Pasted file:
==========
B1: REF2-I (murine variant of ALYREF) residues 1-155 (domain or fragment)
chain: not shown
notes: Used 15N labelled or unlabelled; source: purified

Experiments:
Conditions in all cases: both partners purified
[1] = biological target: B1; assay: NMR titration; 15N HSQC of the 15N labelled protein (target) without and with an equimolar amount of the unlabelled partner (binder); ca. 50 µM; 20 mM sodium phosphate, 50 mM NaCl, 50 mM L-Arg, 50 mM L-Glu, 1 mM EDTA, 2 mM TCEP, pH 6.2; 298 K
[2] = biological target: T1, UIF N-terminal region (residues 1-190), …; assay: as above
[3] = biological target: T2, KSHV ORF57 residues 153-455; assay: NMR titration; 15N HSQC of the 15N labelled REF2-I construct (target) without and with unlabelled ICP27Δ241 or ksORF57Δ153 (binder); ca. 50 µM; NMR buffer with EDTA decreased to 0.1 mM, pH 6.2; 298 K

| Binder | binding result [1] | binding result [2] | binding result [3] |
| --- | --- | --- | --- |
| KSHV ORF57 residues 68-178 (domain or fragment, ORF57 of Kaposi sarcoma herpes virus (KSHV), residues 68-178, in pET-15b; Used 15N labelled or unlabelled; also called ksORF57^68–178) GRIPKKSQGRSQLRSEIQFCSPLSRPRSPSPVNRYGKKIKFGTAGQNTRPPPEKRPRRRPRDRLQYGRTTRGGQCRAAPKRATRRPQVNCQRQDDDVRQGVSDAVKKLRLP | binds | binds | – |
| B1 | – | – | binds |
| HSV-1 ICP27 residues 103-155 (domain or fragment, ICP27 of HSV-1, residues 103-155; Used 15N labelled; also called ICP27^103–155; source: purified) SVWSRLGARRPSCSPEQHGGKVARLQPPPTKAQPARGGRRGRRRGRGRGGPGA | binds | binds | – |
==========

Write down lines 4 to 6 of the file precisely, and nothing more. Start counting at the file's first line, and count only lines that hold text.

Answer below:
Experiments:
Conditions in all cases: both partners purified
[1] = biological target: B1; assay: NMR titration; 15N HSQC of the 15N labelled protein (target) without and with an equimolar amount of the unlabelled partner (binder); ca. 50 µM; 20 mM sodium phosphate, 50 mM NaCl, 50 mM L-Arg, 50 mM L-Glu, 1 mM EDTA, 2 mM TCEP, pH 6.2; 298 K